How to Avoid a Crucial Conversation

Think of someone you don’t like.

You’ve drawn a negative conclusion about them and the relationship is doomed.

Or is it?

There’s absolutely nothing wrong with the fact that we have concerns and problems with other people. The challenge is how we handle them.

Anytime we find ourselves stuck with a chronic problem in a relationship, team, or organisation, there are always crucial conversations we’re either not holding… or not holding well.

How Conversations Move From Casual to Crucial

In order to have effective crucial conversations, we need to recognize when we’re in the middle of one.

We need to be able to identify when the conversation moves from casual to crucial… which doesn’t take long. In fact, it can take as little as four seconds — I timed it.

I’ve written collaboratively with my partners at VitalSmarts for more than 25 years — and during that time we’ve had our share of crucial conversations.

When Kerry Patterson and I work together, we have a process we use. One of us writes the first draft of a chapter and sends it to the other person for rewrites. Then, we set up a time to talk and share feedback.

During one of these times, Kerry wrote the first draft, I did some very aggressive rewrites, and we were ready to talk.

So, I called him to talk through the changes. Notice how quickly this conversation escalates from casual to crucial.

“Hey, Kerry. Is this a good time to talk?”

“Yes, sure!”

“Did you get the chapter back?”

“I did.”

“What’d you think?”

“You ruined it.”

“I didn’t ruin it. I fixed it.”

“You didn’t fix it, now it’s disjointed. It goes from A to C to B and it doesn’t work anymore!”

It took only four seconds for the conversation to move from casual to crucial. The stakes were high, our opinions differed, and those opinions provoked an emotional response.

Before we knew it, we’d entered into a crucial conversation… while writing Crucial Conversations!

Goals: The Culprits of Crucial Conversations

Why do we have to deal with these conversations? Why can’t we avoid them altogether?

Imagine this is you.

If you’re moving towards a super awesome goal, this is where your problems begin.

Many of us wish we could have fewer crucial conversations. Wouldn’t you like that?

The best way to avoid crucial conversations is to have a meaningless life.

When you give up on your goals, you have fewer difficult conversations. But as soon as you start caring about something, the need for these conversations arises.

2 Ways To Deal With Crucial Issues

Here’s the hard reality: When it matters most, you and I tend to do our worst.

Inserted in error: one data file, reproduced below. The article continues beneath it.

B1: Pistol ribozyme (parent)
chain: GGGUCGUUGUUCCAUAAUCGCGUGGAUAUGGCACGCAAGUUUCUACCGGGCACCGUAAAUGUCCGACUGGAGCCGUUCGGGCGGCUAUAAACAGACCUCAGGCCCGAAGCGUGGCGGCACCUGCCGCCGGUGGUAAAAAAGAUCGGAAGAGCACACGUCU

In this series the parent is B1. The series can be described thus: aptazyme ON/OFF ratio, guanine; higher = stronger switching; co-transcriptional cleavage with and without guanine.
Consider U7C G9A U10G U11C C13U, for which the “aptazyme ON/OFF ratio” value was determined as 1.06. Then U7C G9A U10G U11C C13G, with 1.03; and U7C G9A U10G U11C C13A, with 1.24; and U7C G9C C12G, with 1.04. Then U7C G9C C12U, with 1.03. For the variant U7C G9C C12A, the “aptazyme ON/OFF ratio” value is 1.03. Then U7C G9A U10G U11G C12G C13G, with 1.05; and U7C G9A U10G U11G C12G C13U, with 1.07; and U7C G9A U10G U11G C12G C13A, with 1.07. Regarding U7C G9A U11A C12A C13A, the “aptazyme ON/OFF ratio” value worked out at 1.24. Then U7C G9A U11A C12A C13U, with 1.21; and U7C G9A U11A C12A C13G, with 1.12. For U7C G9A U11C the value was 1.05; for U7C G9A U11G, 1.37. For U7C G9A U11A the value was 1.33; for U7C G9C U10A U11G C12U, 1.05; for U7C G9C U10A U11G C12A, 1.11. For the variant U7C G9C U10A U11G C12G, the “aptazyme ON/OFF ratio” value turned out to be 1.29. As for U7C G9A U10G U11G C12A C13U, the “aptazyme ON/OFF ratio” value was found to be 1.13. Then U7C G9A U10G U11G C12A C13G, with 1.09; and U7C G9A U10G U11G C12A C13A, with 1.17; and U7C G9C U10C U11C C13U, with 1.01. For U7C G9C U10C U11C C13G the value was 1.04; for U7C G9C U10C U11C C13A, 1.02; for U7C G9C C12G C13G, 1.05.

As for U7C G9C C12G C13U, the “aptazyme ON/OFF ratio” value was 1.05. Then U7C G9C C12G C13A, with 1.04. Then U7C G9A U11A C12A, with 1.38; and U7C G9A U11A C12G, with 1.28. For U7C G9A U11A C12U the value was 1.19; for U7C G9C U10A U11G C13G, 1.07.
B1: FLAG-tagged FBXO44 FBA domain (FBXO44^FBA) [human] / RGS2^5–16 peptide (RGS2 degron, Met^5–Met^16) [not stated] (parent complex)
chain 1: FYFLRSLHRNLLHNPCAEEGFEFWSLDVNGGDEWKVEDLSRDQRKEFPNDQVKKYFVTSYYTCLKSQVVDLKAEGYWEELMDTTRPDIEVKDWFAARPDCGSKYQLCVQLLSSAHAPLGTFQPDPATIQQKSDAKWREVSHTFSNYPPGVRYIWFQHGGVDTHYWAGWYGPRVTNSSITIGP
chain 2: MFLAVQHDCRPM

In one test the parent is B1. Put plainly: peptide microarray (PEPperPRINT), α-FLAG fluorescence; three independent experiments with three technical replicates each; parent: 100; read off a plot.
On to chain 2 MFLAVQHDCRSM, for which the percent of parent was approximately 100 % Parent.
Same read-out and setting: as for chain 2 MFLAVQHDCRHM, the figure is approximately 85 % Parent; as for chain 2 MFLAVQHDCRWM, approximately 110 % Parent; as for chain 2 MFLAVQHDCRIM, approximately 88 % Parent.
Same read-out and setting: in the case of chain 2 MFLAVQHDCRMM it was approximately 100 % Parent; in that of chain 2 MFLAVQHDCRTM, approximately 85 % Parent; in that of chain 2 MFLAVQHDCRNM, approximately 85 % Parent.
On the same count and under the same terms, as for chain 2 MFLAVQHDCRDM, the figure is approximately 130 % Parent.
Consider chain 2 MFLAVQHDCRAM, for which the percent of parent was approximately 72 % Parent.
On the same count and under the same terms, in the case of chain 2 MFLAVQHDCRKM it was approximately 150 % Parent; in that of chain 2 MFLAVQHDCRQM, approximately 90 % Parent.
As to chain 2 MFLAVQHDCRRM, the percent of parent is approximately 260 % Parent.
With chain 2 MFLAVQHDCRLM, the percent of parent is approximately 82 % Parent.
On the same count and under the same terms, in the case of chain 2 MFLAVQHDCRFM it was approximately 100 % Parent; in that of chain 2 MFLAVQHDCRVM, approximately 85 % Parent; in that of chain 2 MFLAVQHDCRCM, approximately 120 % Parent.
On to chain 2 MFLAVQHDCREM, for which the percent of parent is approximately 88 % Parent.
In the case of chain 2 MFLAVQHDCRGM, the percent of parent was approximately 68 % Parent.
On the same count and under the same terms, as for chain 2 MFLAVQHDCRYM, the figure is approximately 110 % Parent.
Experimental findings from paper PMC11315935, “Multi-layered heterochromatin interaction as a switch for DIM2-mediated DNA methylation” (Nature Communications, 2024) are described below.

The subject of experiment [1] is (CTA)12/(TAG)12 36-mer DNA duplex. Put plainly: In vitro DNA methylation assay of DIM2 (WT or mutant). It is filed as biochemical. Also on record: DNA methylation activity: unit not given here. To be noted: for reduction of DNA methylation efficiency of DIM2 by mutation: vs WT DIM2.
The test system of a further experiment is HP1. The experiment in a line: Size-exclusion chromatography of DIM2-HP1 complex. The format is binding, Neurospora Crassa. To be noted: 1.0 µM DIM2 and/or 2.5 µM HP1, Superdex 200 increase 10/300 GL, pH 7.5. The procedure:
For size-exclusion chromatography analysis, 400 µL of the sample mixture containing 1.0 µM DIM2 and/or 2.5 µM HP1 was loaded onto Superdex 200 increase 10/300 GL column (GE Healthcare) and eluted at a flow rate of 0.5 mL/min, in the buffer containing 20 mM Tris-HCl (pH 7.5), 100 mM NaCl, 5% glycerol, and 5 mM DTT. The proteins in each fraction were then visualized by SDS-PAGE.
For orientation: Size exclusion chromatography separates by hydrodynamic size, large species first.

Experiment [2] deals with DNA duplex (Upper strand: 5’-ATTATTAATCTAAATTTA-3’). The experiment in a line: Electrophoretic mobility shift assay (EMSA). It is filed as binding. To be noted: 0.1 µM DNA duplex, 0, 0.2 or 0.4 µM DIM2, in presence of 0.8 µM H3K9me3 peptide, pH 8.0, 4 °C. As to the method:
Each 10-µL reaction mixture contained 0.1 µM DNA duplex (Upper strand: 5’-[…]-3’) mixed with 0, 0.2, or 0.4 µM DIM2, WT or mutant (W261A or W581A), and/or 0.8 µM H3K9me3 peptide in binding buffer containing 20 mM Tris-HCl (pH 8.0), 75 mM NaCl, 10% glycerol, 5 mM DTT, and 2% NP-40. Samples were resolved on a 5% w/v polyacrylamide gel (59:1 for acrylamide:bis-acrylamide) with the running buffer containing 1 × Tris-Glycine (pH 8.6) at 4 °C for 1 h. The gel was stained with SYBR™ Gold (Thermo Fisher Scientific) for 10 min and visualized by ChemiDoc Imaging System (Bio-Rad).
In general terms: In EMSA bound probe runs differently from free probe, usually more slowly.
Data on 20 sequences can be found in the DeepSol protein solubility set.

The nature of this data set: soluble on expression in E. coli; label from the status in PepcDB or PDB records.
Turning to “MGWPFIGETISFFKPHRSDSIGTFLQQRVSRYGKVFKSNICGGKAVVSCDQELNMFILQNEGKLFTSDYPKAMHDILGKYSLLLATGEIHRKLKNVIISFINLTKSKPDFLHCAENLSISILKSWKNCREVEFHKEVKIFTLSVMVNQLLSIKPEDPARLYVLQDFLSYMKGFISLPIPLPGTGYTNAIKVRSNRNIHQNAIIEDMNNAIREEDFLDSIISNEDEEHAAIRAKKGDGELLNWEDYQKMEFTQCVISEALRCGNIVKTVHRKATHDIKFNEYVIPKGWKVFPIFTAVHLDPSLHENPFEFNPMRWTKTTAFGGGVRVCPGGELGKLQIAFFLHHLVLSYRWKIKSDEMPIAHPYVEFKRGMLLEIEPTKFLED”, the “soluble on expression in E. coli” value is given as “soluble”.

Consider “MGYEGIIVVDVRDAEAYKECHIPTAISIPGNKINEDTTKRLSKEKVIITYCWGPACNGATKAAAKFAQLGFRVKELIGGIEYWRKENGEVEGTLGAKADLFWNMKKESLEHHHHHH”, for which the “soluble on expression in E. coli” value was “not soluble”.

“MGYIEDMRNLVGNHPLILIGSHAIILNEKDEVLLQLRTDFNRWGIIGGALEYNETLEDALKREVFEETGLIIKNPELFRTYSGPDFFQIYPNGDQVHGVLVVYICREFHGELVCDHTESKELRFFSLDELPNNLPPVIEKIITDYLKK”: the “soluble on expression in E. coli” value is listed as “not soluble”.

When we need to have a really meaningful conversation about a tough issue, we often become our worst selves… but we don’t have to.

Think about a particular person you don’t really like. How are your concerns about that person affecting your behaviour? Are you behaving differently because of your negative conclusion?

Is the way you’re behaving helping?

Probably not.

If it’s not possible to have fewer crucial conversations (without just having a meaningless life), we need to be ready to confront the issues in a helpful, healthy way.

On our journey towards super awesome goals, crucial conversations will occur — and there’s nothing wrong with that.

Crucial conversations serve a purpose — they don’t mean something is wrong. But once you come to them, you only have two options.

1. Talk it out.

You can find a way to honestly and respectfully share your concerns. This is your best option. But for the most part, we don’t talk it out. And if we don’t, we will naturally choose option two.

2. Act it out.

If you don’t talk it out, you will act it out. The issue will show up in your behaviour and provoke behaviours in response. The problems always get worse.

These are the only two options available.

You don’t have to have a crucial conversation. You can avoid it. But then you’ll inevitably act out on it, and the problem will only get worse.

Discuss the Undiscussables

What crucial conversations need to happen in your workplace? Are you willing to talk about them or will you just act on them?

You can measure the health of a relationship, team, or organisation by measuring the number of undiscussables — the things we think we just can’t talk about. The more undiscussables, the more unhealthy the relationship.

We all have concerns and frustrations with each other. It’s not wrong — it’s natural. But we have to deal with the issues. If we don’t, we’ll keep facing the same problems that prevent us from moving forward.

Crucial conversations don’t have to be bad — they don’t even have to take that long — but they do have to happen if you want to reach your potential.

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